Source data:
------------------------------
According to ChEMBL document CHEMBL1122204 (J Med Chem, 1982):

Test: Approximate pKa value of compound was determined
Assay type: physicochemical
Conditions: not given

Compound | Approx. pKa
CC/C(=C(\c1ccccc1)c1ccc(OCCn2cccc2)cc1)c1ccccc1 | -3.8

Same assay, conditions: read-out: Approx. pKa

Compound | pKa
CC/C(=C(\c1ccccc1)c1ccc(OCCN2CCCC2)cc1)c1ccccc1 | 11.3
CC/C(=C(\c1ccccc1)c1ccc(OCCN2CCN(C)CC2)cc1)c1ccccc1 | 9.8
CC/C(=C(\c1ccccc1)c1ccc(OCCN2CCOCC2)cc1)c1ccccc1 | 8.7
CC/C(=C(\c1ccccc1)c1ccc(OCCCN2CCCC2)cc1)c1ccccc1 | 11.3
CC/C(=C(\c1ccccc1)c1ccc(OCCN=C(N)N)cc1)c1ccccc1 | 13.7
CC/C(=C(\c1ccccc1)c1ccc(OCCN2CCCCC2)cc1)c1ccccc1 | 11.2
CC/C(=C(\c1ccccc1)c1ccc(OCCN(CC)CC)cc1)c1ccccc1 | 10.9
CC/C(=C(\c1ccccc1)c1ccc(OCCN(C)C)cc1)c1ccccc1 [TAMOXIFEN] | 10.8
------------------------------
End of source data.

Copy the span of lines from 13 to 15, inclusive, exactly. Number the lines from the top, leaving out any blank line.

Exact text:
CC/C(=C(\c1ccccc1)c1ccc(OCCN=C(N)N)cc1)c1ccccc1 | 13.7
CC/C(=C(\c1ccccc1)c1ccc(OCCN2CCCCC2)cc1)c1ccccc1 | 11.2
CC/C(=C(\c1ccccc1)c1ccc(OCCN(CC)CC)cc1)c1ccccc1 | 10.9